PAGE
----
It’s possible that the bitcoin price has found a bottom, but that doesn’t necessarily mean that it’s headed for a new all-time high before the ...
It’s possible that the bitcoin price has found a bottom, but that doesn’t necessarily mean that it’s headed for a new all-time high before the end of the year.
That’s according to Tuur Demeester, an economist and bitcoin trader, who argues in a new report that the market needs more time to absorb the historic 36-month rally that carried the bitcoin price from sub-$250 to a peak just below $20,000 in Dec. 2017.
Writing on Medium, Demeester lays out the case that 2018 will likely be remembered as an era of growing pains, a time when fair-weather investors liquidate their holdings, regulators begin to catch up following last year’s breakneck ascent, and infrastructure development continues to plod along.
He bases this case on several factors, beginning with the fact that the bitcoin mining landscape is becoming increasingly competitive, even as the BTC price continues to decline. He estimates that bitcoin miners have experienced a 90 percent profitability drop since January and are responsible for “a significant amount” of the sell pressure in the market.
While miners are placing heavy sell pressure on the market, neither retail investors nor institutions are providing enough buy side support to make another record rally a likelihood within the near term.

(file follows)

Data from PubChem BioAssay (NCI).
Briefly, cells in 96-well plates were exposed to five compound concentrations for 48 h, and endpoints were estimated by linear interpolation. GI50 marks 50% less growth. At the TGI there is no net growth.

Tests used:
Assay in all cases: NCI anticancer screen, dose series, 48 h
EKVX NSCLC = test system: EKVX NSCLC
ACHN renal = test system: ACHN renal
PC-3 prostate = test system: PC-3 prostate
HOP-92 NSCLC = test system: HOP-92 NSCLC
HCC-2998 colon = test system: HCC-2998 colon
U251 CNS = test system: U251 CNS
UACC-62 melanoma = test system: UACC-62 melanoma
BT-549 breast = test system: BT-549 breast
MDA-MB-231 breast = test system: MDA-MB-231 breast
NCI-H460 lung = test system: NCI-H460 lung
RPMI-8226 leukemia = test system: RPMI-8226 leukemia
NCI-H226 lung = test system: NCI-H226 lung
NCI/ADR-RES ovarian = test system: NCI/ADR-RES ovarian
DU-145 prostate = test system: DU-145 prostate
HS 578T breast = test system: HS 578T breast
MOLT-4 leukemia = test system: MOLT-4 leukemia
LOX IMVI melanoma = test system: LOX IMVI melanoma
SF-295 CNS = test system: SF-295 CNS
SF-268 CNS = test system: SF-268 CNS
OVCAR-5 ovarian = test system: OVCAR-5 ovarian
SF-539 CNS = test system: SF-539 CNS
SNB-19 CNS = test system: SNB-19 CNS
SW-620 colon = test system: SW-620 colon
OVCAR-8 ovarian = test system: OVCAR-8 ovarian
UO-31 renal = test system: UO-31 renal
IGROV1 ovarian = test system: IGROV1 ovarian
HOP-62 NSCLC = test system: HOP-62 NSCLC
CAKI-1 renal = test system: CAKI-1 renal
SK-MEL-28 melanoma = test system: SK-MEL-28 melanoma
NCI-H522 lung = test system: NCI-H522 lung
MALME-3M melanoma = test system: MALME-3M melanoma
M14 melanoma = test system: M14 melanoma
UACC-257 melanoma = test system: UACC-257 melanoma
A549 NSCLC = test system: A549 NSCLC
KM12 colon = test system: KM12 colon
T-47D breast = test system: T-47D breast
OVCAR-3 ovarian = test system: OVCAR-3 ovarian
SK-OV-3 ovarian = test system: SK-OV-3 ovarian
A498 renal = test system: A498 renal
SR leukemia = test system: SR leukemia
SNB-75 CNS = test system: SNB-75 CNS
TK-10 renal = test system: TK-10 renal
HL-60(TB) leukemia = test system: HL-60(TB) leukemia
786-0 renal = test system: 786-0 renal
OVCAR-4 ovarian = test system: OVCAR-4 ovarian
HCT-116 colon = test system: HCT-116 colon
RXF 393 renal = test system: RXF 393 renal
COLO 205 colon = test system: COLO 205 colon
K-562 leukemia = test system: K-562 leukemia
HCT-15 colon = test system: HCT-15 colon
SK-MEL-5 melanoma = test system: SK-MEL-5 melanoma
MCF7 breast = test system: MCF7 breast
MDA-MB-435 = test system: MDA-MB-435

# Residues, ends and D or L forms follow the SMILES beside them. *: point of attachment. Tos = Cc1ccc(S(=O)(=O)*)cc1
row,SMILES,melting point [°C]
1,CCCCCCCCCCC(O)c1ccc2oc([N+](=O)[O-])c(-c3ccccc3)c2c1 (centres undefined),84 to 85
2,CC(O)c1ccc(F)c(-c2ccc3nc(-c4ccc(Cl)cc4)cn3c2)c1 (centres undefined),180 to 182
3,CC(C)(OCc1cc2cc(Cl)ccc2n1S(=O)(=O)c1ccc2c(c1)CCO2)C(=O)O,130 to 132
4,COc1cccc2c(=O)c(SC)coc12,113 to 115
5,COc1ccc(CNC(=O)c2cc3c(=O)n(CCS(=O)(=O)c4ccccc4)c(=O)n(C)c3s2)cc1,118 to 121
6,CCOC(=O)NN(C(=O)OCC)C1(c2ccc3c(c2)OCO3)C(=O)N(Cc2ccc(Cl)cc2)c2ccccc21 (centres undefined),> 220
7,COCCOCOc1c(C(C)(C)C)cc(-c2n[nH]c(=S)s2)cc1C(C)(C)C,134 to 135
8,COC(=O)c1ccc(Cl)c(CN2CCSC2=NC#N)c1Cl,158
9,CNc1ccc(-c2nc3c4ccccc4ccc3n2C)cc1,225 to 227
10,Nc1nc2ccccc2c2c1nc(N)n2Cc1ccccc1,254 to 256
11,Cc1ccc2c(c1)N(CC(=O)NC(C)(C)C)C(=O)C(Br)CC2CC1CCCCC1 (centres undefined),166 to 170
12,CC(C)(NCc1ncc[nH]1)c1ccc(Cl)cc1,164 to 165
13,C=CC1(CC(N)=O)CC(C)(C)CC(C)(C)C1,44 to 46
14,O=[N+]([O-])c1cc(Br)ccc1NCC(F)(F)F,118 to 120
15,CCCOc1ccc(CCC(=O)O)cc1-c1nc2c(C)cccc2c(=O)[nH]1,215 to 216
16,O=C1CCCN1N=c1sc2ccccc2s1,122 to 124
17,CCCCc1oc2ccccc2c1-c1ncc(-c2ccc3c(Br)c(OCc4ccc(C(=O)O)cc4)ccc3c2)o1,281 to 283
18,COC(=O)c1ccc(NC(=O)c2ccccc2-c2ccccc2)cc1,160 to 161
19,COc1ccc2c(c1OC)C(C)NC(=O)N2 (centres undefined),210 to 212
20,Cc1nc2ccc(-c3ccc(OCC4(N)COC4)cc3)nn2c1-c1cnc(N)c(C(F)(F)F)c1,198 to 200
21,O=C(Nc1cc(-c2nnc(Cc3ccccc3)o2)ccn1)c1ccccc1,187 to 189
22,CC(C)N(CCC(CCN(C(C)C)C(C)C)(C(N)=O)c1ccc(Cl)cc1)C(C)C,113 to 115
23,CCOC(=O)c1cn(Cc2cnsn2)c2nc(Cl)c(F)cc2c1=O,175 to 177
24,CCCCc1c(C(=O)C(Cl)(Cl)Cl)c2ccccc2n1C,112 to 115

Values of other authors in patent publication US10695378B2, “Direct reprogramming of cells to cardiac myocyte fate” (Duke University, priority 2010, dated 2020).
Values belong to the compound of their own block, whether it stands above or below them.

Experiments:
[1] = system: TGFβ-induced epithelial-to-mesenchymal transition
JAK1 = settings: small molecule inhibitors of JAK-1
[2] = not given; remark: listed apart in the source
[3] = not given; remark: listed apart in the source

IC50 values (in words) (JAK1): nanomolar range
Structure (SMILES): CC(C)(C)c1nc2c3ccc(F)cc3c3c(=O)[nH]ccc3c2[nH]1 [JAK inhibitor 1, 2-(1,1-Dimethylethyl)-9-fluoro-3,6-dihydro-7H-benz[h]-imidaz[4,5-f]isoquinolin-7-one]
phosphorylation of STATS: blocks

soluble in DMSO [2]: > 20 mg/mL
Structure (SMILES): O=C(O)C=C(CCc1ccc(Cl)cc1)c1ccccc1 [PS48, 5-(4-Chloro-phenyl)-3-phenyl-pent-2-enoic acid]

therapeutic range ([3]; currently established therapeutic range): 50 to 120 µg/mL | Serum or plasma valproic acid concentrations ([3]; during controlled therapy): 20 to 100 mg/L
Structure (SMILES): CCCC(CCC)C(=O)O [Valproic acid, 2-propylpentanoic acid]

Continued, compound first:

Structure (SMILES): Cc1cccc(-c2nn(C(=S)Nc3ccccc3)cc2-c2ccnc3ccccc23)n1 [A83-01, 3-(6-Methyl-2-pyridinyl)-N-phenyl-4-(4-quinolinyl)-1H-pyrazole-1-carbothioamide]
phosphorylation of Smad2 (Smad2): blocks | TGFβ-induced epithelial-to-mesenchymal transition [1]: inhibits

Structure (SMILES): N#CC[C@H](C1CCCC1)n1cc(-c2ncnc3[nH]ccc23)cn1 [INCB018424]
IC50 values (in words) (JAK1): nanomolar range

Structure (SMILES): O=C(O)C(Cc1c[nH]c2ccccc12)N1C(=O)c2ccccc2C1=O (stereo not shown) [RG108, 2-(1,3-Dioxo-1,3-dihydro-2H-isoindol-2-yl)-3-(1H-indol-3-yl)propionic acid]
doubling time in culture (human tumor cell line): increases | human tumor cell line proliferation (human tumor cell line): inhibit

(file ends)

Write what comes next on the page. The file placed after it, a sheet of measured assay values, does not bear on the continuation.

As CCN.com reported, a recent Gallup/Wells Fargo poll found that less than 0.5 percent of U.S. investors believe that they will “probably buy Bitcoin in the near future,” and Google searches related to bitcoin stand below where they were at this time last year — much less where they stood during the parabolic Q4 market surge. Moreover, merchants are reporting bitcoin revenues 50 percent lower than last fall, a sign that could be chalked up to increased HODL’ing but could also be an indication that fewer people are experimenting with cryptocurrency.
Nor have institutions been picking up the retail slack. According to Demeester, while institutional interest has seen a marked uptick in recent months, the firms that have taken an interest are primarily trading firms that are “just as happy to take on short positions as they are to go long.” The types of firms that typically go long on investments (Pensions, mutual funds, etc.) have remained firmly outside of the cryptocurrency ecosystem.
Bitcoin’s technical prospects look equally as grim. Demeester says that both the Network Value to Metcalfe (NVM) Ratio, which measures a network’s value relative to user activity, and the related Network Value to Transactions (NVT) Ratio suggest that bitcoin may, in fact, be overvalued compared to its present state of adoption.
Based on this holistic assessment, Demeester — who remains long-term bullish on BTC — concludes that the bitcoin price is likely, at best, to see sideways movement throughout the remainder of 2018 and could even reenter a declining trajectory before ultimately recovering in 2019 or beyond.
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